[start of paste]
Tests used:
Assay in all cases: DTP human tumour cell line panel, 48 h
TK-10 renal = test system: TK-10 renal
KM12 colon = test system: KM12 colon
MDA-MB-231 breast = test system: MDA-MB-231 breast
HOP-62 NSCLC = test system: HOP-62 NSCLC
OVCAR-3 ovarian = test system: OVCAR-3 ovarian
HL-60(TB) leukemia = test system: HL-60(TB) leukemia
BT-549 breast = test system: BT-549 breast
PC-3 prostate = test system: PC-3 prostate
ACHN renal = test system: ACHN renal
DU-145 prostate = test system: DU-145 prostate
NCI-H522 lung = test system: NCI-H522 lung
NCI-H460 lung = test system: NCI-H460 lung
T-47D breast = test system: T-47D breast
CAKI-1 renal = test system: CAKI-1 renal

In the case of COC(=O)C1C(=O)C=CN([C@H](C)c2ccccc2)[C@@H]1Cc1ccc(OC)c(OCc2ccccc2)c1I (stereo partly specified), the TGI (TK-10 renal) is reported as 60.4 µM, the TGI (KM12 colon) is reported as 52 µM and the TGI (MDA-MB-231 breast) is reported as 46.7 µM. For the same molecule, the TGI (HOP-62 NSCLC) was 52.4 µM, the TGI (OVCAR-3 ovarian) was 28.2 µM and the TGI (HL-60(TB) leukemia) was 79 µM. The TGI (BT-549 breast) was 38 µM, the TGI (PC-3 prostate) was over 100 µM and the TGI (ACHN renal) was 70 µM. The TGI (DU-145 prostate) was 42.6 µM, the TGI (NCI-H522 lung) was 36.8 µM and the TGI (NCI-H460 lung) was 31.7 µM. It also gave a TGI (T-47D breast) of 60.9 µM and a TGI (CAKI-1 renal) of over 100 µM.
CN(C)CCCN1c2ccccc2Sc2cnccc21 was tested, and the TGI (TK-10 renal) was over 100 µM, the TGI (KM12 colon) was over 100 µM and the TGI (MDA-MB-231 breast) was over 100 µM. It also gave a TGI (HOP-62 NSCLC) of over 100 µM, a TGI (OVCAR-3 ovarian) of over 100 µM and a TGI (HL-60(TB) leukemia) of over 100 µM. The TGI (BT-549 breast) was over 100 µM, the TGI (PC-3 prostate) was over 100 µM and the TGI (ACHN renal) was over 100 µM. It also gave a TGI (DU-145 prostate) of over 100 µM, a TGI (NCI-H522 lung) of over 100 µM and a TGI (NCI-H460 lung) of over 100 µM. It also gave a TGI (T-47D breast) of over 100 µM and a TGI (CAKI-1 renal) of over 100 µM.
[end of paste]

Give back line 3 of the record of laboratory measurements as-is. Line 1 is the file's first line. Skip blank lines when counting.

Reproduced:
TK-10 renal = test system: TK-10 renal